Reviews of Batavia's Graveyard

‘Truly thrilling... Dash has found a story big enough and exciting enough to hold anyone to the page... His account of Cornelisz's crimes is much like the man himself: horrific and mesmerizing. You can't bear to read it but you can't bear not to. No history I’ve read in years places you so deeply inside a piece of the past.’
National Geographic Adventure

‘A shipwreck on a barren isle, a murderous heresy and a charismatic psychopath: all three intersected disastrously in the shipwreck of the Dutch trader Batavia on a coral islet in 1629... Dash describes a mass descent into savagery with an unabashedly cinematic flair, and his account is backed by meticulous research.’
New York Times

‘Harrowing… Dash identifies the issues which underpinned the tragedy with clarity and insight, providing a superb reconstruction of the survivors’ descent into anarchy.’
TLS

‘A magnificent true-horror story… Holland’s Golden Age is evoked with Vermeer-like clarity. Utterly compelling.’
Sunday Times

‘A thumping great tale of human savagery.’
Philadelphia Inquirer

‘Exhilarating. Not only history, but an enthralling sea yarn and true-crime thriller.’
Associated Press

‘This is a brilliant book. It is massively researched in recondite archives, but the author’s alchemy is such that he has transformed the story into a gory page-turner that would be pronounced over the top if served up by a historical novelist. If this does not feature on many ‘books of the year’ lists in December, I shall be very surprised.’
Frank McLynn in Punch

‘Gripping… Dash’s writing bristles with confidence born of intimacy with his subject.’
Cleveland Plain Dealer

‘I read it in one sitting, absolutely enchanted.’
St Louis Post-Dispatch

‘The master story-teller of life in seventeenth-century Holland... The book reads like a thriller full of page-turning sub-plots.’
Melbourne Herald-Sun

'An astonishing advance... Dash has near-total seventeenth century recall. As well as delving ever more deeply into the Dutch East India Company archives, he has ransacked provincial archives in the Netherlands and Germany, and discovered much new material, which sheds light on the back-stories of the main characters. This is a tremendous read, and now the essential text on the ill-fated voyage of the Batavia.'
Australian  Book Review

‘From a Stevenson or a Golding, this would be a thrilling yarn; this time it’s true, and it freezes the blood.’
Sunday Telegraph

[FIVE STARS] A Harrowing History, April 3, 2002
Reviewer: Rob Hardy (Columbus, Mississippi USA)
‘Absolutely nothing in this book is invented.’ Mike Dash starts off his book Batavia's Graveyard with this declaration for a good reason. The story is quite literally incredible. Dash's previous book, the excellent Tulipomania, wittily described the improbable craze of speculating on tulip bulbs in Holland in the seventeenth century, but the tulip madness is relatively well known. Stories of the fate of the ship Batavia in 1629 in the service of the Dutch East India Company, however, were wildly popular at the time, but have gradually been forgotten. The story was spectacular enough that there were memoirs, eyewitness accounts, pamphlets, books, and court testimony, all of which Dash has dug through with notable thoroughness. The bizarre tale of the Batavia reads like a thriller.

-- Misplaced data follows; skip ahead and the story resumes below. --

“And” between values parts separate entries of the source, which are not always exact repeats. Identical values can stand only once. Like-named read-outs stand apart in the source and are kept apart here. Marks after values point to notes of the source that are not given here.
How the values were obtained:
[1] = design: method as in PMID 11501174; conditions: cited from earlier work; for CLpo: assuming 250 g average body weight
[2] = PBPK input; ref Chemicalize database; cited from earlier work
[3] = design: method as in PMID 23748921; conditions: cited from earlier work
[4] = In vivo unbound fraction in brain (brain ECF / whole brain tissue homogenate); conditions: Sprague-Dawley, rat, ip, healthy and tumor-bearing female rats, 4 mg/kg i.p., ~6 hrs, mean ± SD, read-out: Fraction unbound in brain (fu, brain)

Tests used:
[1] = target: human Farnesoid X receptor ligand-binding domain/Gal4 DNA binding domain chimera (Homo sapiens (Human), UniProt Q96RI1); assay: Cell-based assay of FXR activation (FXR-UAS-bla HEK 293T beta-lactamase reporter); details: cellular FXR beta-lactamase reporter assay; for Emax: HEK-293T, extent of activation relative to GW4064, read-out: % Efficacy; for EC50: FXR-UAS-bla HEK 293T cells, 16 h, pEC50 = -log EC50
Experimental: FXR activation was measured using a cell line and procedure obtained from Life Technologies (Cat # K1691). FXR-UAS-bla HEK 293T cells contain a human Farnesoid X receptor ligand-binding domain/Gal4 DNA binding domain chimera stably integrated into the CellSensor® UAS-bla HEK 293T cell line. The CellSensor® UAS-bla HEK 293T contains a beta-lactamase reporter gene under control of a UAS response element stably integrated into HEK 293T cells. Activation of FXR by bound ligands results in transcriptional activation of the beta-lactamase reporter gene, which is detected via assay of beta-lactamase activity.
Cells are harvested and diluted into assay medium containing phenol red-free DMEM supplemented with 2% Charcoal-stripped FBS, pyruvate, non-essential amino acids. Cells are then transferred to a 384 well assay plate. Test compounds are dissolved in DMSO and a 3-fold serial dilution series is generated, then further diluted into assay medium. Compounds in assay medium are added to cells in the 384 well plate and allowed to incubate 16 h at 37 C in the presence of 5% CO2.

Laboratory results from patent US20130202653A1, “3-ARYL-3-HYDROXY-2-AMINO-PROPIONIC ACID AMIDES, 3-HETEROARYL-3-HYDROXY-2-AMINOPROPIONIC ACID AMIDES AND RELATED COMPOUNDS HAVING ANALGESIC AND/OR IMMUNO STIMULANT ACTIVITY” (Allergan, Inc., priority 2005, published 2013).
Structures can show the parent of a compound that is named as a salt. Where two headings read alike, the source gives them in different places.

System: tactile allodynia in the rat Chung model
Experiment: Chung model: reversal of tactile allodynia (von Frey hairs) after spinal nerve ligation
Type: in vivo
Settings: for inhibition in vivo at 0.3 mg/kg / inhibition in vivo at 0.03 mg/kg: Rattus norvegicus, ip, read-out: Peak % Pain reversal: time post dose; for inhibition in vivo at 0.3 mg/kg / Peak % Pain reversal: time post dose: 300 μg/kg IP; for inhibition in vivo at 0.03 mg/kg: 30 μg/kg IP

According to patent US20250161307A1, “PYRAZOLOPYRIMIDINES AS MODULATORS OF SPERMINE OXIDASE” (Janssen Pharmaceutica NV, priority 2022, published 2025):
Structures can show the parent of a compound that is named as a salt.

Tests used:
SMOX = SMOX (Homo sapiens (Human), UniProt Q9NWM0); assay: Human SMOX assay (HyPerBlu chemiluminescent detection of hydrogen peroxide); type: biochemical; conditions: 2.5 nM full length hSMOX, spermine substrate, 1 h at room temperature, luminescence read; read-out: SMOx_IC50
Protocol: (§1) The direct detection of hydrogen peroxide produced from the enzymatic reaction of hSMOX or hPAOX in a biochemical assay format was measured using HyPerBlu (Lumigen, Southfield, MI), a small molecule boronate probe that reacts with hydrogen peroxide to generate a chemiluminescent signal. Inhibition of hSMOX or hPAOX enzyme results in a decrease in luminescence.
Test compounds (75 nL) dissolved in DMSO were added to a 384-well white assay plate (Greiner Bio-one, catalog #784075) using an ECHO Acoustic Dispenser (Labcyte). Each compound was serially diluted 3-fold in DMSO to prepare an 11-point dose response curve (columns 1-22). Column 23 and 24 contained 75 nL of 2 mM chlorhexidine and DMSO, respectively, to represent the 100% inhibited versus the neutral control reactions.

The main character in the tale is Jeronimus Cornelisz, who had newly joined the Dutch East India Company to make his fortune. He was probably brought up as a member of the Anabaptists, a small protestant sect with a history of fanaticism and resistance to worldly governments, based largely on the belief that the Second Coming of Christ was just around the corner. He had also joined a social organization which had dangerous philosophies, and he came to antinomianism, the creed that one can exist in a state of perfection and thereby avoid following any moral law. ‘All I do, God gave the same into my heart,’ he explained. He planned a mutiny to take over the ship and become a pirate, but about a month before arriving at the destination Java, it crashed into a coral reef off Australia's western coast. Cornelisz, the highest ranking official left on the islands, took charge with real self assurance, eloquence, and charisma, and hell descended. The sailors seemed to have found his talk and his leadership irresistible, and he frequently spoke of the wealth that could be theirs if they were to take over any rescue ship. He began to thin the population by the simple means of murder. He and his loyal henchmen began killing those whom they distrusted, and then those who were unneeded. After that, although there was sufficient drinking water from rainfall and sufficient food from seals and birds, the killing continued because it was entertaining for those in power to continue it.

The scenes of murder and mayhem are unpleasant, but not much more so than those of the legal interrogations under torture and the executions which followed the affair. There are few pure heroes described here, and the book shows that while the Company got richer and richer, those on the sea who made it happen had brutal lives and little recompense. That may strike a chord for our own times, as may the picture of a man of God bringing unimaginable destruction for the sake of his own power. Dash has, however, wisely avoided any parallels to the present, and any didacticism. He has told an amazing tale, with extraordinary detail for events of so many years ago, and has brought it up to date with archeological and forensic research. This is as gripping a page-turner as a factual account has any right to be.
amazon.com customer review